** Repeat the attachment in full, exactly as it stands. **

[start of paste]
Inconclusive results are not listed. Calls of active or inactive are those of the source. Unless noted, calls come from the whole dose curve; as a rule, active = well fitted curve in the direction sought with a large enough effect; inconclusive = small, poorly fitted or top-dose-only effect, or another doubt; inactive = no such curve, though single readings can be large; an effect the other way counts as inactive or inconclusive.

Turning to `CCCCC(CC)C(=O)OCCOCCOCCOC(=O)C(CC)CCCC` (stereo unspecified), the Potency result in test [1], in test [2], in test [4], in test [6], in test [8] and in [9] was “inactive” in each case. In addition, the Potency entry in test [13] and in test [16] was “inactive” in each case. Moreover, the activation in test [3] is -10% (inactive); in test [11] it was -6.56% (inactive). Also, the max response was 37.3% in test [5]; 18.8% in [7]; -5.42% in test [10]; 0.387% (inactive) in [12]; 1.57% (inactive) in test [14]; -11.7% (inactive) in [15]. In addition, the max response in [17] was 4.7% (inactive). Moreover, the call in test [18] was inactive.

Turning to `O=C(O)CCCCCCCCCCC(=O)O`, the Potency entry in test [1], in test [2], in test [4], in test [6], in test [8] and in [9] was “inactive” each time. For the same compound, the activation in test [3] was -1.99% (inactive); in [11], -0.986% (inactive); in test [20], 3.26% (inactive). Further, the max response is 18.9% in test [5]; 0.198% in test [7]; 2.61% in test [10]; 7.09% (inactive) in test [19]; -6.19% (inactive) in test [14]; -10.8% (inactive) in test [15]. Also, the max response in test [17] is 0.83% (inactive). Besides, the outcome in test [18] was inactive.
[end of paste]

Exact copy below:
Inconclusive results are not listed. Calls of active or inactive are those of the source. Unless noted, calls come from the whole dose curve; as a rule, active = well fitted curve in the direction sought with a large enough effect; inconclusive = small, poorly fitted or top-dose-only effect, or another doubt; inactive = no such curve, though single readings can be large; an effect the other way counts as inactive or inconclusive.

Turning to `CCCCC(CC)C(=O)OCCOCCOCCOC(=O)C(CC)CCCC` (stereo unspecified), the Potency result in test [1], in test [2], in test [4], in test [6], in test [8] and in [9] was “inactive” in each case. In addition, the Potency entry in test [13] and in test [16] was “inactive” in each case. Moreover, the activation in test [3] is -10% (inactive); in test [11] it was -6.56% (inactive). Also, the max response was 37.3% in test [5]; 18.8% in [7]; -5.42% in test [10]; 0.387% (inactive) in [12]; 1.57% (inactive) in test [14]; -11.7% (inactive) in [15]. In addition, the max response in [17] was 4.7% (inactive). Moreover, the call in test [18] was inactive.

Turning to `O=C(O)CCCCCCCCCCC(=O)O`, the Potency entry in test [1], in test [2], in test [4], in test [6], in test [8] and in [9] was “inactive” each time. For the same compound, the activation in test [3] was -1.99% (inactive); in [11], -0.986% (inactive); in test [20], 3.26% (inactive). Further, the max response is 18.9% in test [5]; 0.198% in test [7]; 2.61% in test [10]; 7.09% (inactive) in test [19]; -6.19% (inactive) in test [14]; -10.8% (inactive) in test [15]. Also, the max response in test [17] is 0.83% (inactive). Besides, the outcome in test [18] was inactive.